Sen. Susan Collins (R-Maine) asks a critical question: given the links between some elements in the Pakistani Inter-Services Intelligence agency and elements of the Taliban and other extremists, how can the United States really give increased military and intelligence aid to Pakistan? Won’t it end up, at least in part, aiding the stated enemies here?
Gen. David Petraeus fields the answer. The whole strategy depends on building trust between the United States and Pakistan. “This all starts with them embracing the idea that the biggest threat to their country is the internal extremist threat rather than the threat to the east,” he says, referring to Pakistan’s historical enemy India. “They have stated that openly, and we have heard it privately. We have to watch that. The metrics have to be measures of their commitment to this threat that could literally take down their state.”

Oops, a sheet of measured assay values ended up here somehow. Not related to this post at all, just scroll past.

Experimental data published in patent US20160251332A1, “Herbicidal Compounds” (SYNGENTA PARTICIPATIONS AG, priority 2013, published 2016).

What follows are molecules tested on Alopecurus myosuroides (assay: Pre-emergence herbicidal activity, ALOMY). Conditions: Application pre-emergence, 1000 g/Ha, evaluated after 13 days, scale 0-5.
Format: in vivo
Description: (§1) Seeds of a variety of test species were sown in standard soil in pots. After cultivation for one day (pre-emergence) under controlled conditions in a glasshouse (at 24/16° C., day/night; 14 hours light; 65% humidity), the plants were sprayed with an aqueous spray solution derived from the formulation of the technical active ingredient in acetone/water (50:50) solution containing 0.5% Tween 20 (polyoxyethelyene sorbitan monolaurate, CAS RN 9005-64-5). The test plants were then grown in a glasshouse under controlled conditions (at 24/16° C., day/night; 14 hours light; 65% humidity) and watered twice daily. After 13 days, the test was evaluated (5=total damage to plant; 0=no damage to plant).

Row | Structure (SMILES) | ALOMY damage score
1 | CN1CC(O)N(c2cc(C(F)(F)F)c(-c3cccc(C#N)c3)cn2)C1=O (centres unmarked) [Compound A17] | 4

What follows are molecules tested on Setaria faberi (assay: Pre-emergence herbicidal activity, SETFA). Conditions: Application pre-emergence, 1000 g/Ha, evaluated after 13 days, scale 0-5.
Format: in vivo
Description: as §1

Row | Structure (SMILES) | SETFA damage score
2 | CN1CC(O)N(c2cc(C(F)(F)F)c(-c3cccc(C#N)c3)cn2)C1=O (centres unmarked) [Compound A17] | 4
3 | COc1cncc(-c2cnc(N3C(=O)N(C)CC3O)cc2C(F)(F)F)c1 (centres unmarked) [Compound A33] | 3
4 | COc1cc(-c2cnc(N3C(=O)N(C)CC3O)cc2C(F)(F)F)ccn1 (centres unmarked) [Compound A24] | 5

More specifically, Petraeus paints a nuanced picture of the ISI’s links to extremism. “There are accusations, frankly, some when you dig into them seem to be more ambiguous than on the surface but some of them are not,” he says. Such ambiguities include “intelligence agency contacts [with extremists] to build a source, and on the other hand, intelligence agency contacts warning [Pakistan] of impending operations. There have been examples of latter” and they’re “troubling.” He says he and other U.S. officials have discussed them with the ISI chief, Gen. Ahmed Shuja Pasha.
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